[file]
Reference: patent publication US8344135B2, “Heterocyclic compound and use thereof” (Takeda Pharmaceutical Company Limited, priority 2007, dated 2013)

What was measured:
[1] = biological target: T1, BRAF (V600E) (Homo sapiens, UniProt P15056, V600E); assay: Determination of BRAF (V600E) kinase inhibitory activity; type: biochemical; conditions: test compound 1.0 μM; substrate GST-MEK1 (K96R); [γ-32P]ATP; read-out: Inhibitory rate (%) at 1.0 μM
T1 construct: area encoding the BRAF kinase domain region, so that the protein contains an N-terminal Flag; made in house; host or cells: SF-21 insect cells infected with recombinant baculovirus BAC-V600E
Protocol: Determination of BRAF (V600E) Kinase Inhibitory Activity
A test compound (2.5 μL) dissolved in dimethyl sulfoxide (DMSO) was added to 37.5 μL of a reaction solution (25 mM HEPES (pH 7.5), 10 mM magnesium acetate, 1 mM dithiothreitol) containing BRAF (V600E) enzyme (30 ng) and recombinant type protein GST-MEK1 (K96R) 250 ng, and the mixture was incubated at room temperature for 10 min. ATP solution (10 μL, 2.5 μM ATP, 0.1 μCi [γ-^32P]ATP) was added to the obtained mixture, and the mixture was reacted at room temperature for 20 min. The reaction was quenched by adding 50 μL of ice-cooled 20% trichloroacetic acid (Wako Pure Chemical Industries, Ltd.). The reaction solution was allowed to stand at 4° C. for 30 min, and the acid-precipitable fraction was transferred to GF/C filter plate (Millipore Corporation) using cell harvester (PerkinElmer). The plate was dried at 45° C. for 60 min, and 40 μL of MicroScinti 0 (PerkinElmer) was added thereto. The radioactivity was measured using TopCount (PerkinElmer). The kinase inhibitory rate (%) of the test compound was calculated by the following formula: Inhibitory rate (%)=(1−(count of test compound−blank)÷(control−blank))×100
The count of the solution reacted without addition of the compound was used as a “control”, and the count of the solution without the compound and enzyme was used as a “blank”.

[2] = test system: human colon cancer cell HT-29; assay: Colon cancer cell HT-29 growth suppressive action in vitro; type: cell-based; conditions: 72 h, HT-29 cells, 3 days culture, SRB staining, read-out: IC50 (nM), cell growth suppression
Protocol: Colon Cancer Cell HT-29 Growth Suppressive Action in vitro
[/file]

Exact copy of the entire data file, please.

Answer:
Reference: patent publication US8344135B2, “Heterocyclic compound and use thereof” (Takeda Pharmaceutical Company Limited, priority 2007, dated 2013)

What was measured:
[1] = biological target: T1, BRAF (V600E) (Homo sapiens, UniProt P15056, V600E); assay: Determination of BRAF (V600E) kinase inhibitory activity; type: biochemical; conditions: test compound 1.0 μM; substrate GST-MEK1 (K96R); [γ-32P]ATP; read-out: Inhibitory rate (%) at 1.0 μM
T1 construct: area encoding the BRAF kinase domain region, so that the protein contains an N-terminal Flag; made in house; host or cells: SF-21 insect cells infected with recombinant baculovirus BAC-V600E
Protocol: Determination of BRAF (V600E) Kinase Inhibitory Activity
A test compound (2.5 μL) dissolved in dimethyl sulfoxide (DMSO) was added to 37.5 μL of a reaction solution (25 mM HEPES (pH 7.5), 10 mM magnesium acetate, 1 mM dithiothreitol) containing BRAF (V600E) enzyme (30 ng) and recombinant type protein GST-MEK1 (K96R) 250 ng, and the mixture was incubated at room temperature for 10 min. ATP solution (10 μL, 2.5 μM ATP, 0.1 μCi [γ-^32P]ATP) was added to the obtained mixture, and the mixture was reacted at room temperature for 20 min. The reaction was quenched by adding 50 μL of ice-cooled 20% trichloroacetic acid (Wako Pure Chemical Industries, Ltd.). The reaction solution was allowed to stand at 4° C. for 30 min, and the acid-precipitable fraction was transferred to GF/C filter plate (Millipore Corporation) using cell harvester (PerkinElmer). The plate was dried at 45° C. for 60 min, and 40 μL of MicroScinti 0 (PerkinElmer) was added thereto. The radioactivity was measured using TopCount (PerkinElmer). The kinase inhibitory rate (%) of the test compound was calculated by the following formula: Inhibitory rate (%)=(1−(count of test compound−blank)÷(control−blank))×100
The count of the solution reacted without addition of the compound was used as a “control”, and the count of the solution without the compound and enzyme was used as a “blank”.

[2] = test system: human colon cancer cell HT-29; assay: Colon cancer cell HT-29 growth suppressive action in vitro; type: cell-based; conditions: 72 h, HT-29 cells, 3 days culture, SRB staining, read-out: IC50 (nM), cell growth suppression
Protocol: Colon Cancer Cell HT-29 Growth Suppressive Action in vitro